SchlaganfallModerate alcohol consumption – including beer – decreases the risk of ischemic stroke and has no adverse effect on other types of stroke. This is the conclusion of a recent meta-analysis published in the scientific journal BMC Medicine.

Beer and stroke
The Scandinavian researchers1 analysed 27 different studies on three types of stroke (ischemic stroke, intracerebral or subarachnoid haemorrhage). Light alcohol consumption (<1 standard glass/day) was associated with a lower relative risk of 10%, moderate alcohol consumption (1-2 standard glasses/day) with a lower relative risk of 8%. Light-to-moderate alcohol consumption was not associated with any haemorrhagic stroke subtype. High alcohol consumption (>2-4 standard glasses/day) was associated with increased risk of all three stroke types with a stronger association for haemorrhagic strokes.

Previous research
Previous meta-analyses on alcohol consumption and stroke risk showed inconsistent results. This is the first meta-analysis that examined the effect of alcohol consumption on different types of stroke instead of only the effect on total stroke (ischemic and all haemorrhagic strokes combined). Since the recent meta-analysis shows that alcohol consumption has divergent effects on different stroke types, this may explain some of the inconsistent results from previous studies associating alcohol consumption with all strokes.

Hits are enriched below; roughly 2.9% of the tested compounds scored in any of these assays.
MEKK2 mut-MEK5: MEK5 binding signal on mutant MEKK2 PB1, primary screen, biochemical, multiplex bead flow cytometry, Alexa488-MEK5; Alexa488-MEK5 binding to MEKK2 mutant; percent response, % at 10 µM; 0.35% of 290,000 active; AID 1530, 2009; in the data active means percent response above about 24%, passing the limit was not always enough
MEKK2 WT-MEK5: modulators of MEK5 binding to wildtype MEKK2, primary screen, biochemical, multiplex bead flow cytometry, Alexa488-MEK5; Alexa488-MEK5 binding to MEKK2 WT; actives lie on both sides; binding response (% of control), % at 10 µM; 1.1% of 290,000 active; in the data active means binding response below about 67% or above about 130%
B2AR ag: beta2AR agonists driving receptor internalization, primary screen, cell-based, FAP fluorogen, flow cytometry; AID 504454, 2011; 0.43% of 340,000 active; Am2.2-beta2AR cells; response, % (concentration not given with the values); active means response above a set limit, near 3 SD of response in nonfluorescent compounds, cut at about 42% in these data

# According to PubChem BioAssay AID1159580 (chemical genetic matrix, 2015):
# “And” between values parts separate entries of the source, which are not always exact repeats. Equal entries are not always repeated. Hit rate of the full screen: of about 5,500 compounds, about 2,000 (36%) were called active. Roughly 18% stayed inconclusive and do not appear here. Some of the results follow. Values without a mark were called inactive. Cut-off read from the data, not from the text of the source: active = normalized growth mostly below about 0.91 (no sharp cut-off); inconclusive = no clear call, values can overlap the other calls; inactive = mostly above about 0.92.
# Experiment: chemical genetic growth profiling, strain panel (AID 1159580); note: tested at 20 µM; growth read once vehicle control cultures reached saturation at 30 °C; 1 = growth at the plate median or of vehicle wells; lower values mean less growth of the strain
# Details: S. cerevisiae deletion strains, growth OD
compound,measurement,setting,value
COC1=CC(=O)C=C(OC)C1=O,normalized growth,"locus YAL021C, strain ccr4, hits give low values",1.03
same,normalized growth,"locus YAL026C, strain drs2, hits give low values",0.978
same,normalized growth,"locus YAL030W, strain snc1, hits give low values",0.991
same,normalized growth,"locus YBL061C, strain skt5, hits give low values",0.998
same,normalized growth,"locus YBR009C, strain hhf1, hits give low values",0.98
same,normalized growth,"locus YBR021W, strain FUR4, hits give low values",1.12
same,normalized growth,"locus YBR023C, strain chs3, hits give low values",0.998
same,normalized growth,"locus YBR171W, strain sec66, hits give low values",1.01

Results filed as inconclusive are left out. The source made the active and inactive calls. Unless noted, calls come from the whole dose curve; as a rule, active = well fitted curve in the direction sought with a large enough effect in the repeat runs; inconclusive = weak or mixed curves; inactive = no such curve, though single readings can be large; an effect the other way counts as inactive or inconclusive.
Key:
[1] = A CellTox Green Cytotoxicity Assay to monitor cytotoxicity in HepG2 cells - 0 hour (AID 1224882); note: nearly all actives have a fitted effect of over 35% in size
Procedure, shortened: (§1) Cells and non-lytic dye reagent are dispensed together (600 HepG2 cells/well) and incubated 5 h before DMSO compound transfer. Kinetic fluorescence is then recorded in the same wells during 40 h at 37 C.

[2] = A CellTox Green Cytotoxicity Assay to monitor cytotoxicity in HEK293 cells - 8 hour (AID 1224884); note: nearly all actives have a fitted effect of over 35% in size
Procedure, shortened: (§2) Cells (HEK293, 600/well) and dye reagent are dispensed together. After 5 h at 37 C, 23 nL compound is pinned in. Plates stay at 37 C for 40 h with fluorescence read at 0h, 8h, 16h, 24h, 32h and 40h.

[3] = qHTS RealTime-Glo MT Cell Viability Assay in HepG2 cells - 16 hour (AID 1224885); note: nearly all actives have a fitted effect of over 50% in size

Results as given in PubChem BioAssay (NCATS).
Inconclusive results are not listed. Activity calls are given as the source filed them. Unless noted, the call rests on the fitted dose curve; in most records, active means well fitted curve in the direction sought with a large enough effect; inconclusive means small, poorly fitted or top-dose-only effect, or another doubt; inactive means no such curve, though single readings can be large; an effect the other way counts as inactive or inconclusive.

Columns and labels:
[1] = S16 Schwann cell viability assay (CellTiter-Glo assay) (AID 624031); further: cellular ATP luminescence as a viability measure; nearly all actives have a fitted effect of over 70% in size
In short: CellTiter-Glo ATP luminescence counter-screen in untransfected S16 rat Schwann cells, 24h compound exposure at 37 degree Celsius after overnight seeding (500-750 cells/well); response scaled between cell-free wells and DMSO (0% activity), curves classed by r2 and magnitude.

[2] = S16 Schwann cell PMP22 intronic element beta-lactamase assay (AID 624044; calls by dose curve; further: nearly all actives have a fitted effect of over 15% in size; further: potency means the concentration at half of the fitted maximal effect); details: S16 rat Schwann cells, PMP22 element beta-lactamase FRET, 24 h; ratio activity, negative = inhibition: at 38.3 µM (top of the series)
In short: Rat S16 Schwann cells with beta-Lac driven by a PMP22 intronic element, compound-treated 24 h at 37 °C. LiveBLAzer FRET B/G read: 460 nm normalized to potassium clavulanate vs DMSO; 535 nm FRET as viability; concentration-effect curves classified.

Type of stroke
Ischemic stroke occurs when an artery to the brain is blocked by a blood clot. It accounts for 87% of all stroke cases. Haemorrhagic stroke occurs when a weakened blood vessel ruptures. It accounts for 13% of all stroke cases. The difference between intracerebral or subarachnoid haemorrhage is the place where the bleeding occurs: intracerebral haemorrhage occurs within the cerebrum or brain, subarachnoid haemorrhage in the area between the brain and the skull (the subarachnoid space)2.

The difference in cause (obstruction or rupture of the artery) may explain the divergent effect of moderate alcohol consumption. Alcohol consumption is associated with increased high-density lipoprotein cholesterol levels and reduced fibrinogen levels3-6 and this might explain the lower risk of ischemic stroke but not the effects of light and moderate alcohol consumption associated with haemorrhagic stroke. More research regarding this specific underlying mechanism is needed.

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